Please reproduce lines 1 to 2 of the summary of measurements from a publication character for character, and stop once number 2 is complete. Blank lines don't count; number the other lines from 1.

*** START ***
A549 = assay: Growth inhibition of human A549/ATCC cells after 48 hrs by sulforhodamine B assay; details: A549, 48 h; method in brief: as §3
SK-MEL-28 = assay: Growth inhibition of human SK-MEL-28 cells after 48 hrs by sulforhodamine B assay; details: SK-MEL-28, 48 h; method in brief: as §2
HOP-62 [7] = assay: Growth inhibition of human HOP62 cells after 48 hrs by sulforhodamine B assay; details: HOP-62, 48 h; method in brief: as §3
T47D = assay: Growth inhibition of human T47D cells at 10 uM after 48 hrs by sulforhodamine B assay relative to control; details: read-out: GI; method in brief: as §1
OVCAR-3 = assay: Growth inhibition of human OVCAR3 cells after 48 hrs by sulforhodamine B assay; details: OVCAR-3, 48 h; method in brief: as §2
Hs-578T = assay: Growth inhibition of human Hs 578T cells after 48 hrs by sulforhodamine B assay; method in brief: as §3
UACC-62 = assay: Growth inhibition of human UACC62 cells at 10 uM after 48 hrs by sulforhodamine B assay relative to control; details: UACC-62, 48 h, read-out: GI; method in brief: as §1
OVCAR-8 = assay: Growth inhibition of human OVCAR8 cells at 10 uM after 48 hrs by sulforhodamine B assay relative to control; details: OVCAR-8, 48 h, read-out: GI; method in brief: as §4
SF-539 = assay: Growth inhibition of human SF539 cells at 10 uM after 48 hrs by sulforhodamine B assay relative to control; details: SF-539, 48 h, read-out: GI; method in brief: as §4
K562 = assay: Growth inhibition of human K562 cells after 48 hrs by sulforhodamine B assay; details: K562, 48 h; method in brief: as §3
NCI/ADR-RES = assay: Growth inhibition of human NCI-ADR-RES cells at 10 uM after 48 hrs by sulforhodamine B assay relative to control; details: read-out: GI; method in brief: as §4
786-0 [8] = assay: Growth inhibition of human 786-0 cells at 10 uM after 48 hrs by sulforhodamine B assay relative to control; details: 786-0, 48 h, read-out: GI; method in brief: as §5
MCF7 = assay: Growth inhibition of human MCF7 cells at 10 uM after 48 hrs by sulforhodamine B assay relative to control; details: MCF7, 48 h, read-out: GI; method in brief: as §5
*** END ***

A549 = assay: Growth inhibition of human A549/ATCC cells after 48 hrs by sulforhodamine B assay; details: A549, 48 h; method in brief: as §3
SK-MEL-28 = assay: Growth inhibition of human SK-MEL-28 cells after 48 hrs by sulforhodamine B assay; details: SK-MEL-28, 48 h; method in brief: as §2